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Sudan: A Nasty Divorce Gets Nastier
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January 26, 2013: Some 110,000 to 120,000 refugees from Sudan are living in camps inside South Sudan and this is more than foreign relief groups can care for. The camps are in South Sudan’s northeastern states, near the Sudan border. The relief situation is complicated by the rainy season, which renders ground vehicle traffic all but impossible on South Sudan’s tracks (calling them roads is an exaggeration, according to several reports). Many of the refugees have also brought their livestock and domestic animals, which further exacerbates food shortages. Many cases of cholera, malaria, and hepatitis are showing up. Fuel supplies are also short. Most of the air fields are dirt strips, and this has restricted the use of aircraft. When they can fly, the aircraft bring in emergency supplies, like medicine and powdered milk (baby formula). The rainy season transportation problems the relief agencies face demonstrate why military operations during the rainy season are so difficult in the region. The few all-weather roads that run through rural areas can support large military operations but the roads have to be protected. As a result, in areas where the roads are primitive, most rainy season ground action is limited to small light infantry units (tribal raiding parties, for example) that can move on foot and to some degree can live off the land.

January 18, 2013: South Sudan forces have begun withdrawing from the Sudan border. The South Sudanese forces will begin to set up a buffer zone, as required by the agreement arranged by the African Union. South Sudan said that its force withdrawal would be completed by February 4. Both Sudan and South Sudan have indicated they intend to live up to the buffer zone agreement. The nations want to begin exporting oil again.

January 17, 2013: Abbala and Beni Hussein tribesmen clashed in central Darfur near the town of Umm Dukhum, leaving 12 dead.  Tribal leaders in Darfur are attempting to get the Abbala and Beni Hussein to agree to engage in a reconciliation process to end what has become a tribal war. A Darfur rebel group claimed that the Sudanese government has given weapons to one of the tribes.

January 16, 2013: A dispute over a gold mining operation in northern Darfur has sparked  a tribal clash which left 100 people dead. The incident is one of several tribal battles that have occurred in the Jebel Marra area since mid-December 2012.

Representatives from the Sudan People's Liberation Movement - North (SPLM-N) met with US officials in Washington, DC. The SPLM-N group said that it provided the Americans with information about the deteriorating humanitarian aid situation in Sudan’s South Kordofan and Blue Nile states.

January 14, 2013: Several thousand people in the South Sudanese city of Wau Western Bahr el Ghazal state held a public demonstration to protest a Sudanese attack on the town of Kitkit. The protestors claimed that the Sudanese Army and Air Force attacked Kitkit and there were no repercussions for the unprovoked attack on South Sudanese territory. The surprise attack occurred on January 2 and (according to the demonstrators) 32 South Sudanese soldiers were slain. The government of South Sudan has asked the UN Security Council to condemn Sudan for the attack. The demonstrators said that the international community should hold Sudan accountable for the destruction and deaths of the South Sudanese soldiers.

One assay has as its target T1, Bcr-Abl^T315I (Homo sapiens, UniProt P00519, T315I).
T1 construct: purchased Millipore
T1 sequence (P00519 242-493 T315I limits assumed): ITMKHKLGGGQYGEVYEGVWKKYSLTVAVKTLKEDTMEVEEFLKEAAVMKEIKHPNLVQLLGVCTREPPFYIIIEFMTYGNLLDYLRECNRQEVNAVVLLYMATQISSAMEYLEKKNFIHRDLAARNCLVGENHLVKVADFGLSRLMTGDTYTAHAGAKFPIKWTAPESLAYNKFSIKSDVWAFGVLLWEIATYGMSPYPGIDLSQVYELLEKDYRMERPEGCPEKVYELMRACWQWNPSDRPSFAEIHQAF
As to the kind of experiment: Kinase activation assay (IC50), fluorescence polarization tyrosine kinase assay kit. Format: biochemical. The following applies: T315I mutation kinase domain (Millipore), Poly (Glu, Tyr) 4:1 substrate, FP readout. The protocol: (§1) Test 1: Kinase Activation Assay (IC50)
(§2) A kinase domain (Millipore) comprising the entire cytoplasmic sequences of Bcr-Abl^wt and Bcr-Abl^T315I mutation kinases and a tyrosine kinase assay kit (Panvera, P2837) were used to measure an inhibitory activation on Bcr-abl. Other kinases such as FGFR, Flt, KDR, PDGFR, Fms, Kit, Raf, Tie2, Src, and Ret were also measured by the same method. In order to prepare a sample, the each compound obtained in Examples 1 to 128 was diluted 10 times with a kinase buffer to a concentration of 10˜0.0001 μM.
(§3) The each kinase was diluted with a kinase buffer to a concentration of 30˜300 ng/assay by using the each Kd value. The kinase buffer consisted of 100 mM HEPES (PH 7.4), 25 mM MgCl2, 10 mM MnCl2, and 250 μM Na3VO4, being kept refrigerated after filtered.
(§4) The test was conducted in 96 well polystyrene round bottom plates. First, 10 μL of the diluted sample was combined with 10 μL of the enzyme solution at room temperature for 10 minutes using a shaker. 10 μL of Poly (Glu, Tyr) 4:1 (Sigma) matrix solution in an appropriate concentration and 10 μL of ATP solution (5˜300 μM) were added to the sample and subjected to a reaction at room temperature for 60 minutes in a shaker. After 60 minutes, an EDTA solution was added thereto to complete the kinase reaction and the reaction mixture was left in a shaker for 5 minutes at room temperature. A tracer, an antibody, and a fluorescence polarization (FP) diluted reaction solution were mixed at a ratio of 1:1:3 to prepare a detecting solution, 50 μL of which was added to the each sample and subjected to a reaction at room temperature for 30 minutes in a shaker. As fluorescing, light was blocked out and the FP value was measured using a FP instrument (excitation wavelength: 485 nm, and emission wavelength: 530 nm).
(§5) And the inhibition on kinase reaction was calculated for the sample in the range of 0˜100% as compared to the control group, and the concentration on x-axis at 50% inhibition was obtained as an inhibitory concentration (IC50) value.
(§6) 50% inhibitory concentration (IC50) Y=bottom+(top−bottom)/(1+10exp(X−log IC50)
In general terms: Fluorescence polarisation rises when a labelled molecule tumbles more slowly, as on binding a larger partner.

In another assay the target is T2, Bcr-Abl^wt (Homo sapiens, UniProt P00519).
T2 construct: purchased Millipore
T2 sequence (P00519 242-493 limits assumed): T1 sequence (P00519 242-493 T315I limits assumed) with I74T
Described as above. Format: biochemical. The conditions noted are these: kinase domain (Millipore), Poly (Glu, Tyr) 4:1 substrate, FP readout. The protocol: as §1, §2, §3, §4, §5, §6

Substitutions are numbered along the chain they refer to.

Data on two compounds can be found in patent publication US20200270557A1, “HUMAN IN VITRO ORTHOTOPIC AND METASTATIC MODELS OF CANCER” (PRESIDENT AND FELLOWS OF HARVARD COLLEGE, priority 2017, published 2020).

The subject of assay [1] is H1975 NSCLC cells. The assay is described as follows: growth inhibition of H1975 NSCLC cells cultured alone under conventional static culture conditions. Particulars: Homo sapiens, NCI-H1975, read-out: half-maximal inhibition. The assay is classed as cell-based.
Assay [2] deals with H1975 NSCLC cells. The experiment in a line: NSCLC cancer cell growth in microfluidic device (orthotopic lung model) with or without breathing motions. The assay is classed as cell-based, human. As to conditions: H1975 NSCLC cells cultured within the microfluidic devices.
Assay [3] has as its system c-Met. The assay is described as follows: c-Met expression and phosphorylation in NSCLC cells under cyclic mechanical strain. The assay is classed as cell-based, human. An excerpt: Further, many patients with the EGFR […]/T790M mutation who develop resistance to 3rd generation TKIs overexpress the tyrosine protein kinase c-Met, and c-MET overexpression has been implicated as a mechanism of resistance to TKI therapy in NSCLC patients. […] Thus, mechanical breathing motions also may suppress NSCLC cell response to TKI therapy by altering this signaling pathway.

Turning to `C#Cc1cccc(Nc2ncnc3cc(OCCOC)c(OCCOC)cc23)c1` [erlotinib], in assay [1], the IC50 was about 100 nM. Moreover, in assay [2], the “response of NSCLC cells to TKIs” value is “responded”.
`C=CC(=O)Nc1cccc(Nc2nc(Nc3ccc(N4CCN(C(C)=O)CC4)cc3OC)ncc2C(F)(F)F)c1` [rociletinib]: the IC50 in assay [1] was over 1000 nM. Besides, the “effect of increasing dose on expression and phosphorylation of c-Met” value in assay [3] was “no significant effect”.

January 13, 2013: Sudan and South Sudan failed to reach an agreement on what to do with the disputed Abyei region. The countries are continuing to argue over their nominees for the Abyei Legislative Council. Originally South Sudan was to nominate 12 people to serve on the 20-man council and Sudan the other eight. Now Sudan wants a ten-ten split. The pro-south Dinka Ngok tribe was originally guaranteed 16 of the seats. Now Sudan is trying to limit Dinka Ngok participation. The 2005 Comprehensive Peace Agreement (CPA) contained a provision for holding a plebiscite among Dinka Ngok in January 2011, to decide Abyei’s final disposition (either Sudan or South Sudan). However, the Khartoum and Juba governments could not agree on who was eligible to vote in the plebiscite. Khartoum argued that the Misseriya tribe (a pro-north tribe) should be able to vote as well.

January 12, 2013: The SPLM-N confirmed that its forces had attacked Sudanese Army positions in South Kordofan state on January 10. The SPLM-N said it shelled Hamra and Seref (South Kordofan state).  An SPLM-N unit launched a ground attack on the town of El Ahmier. The rebel group denied a Sudanese Army claim that it had lost 50 fighters in one of the attacks. The SPLM-N also denied that it had lost four tanks in the battle. According to the rebel report, they lost two tanks and destroyed two Sudanese Army ones in the ground battle. The rebels also claimed they killed 43 Sudanese soldiers.

January 10, 2013: The Sudanese military claimed that it had defeated a SPLM-N attack in South Kordofan state. The attack occurred near the state capital, Kadugli. The Sudanese statement claimed that the rebels lost 50 fighters in the attack and four tanks. That’s right, according to the Sudanese government, the rebels employed tanks. The only way the SPLM-N could use tanks is if they captured them from the Sudanese military. The Sudanese Army also said the SPLM-N shelled the town of El Ahmier.

South Sudan objected to what it called an attempt by the government of Sudan to create its own humanitarian commission to oversee the disputed Abyei region.

January 9, 2013: Another bout of tribal warfare in Central Darfur has forced several thousand civilians to flee.

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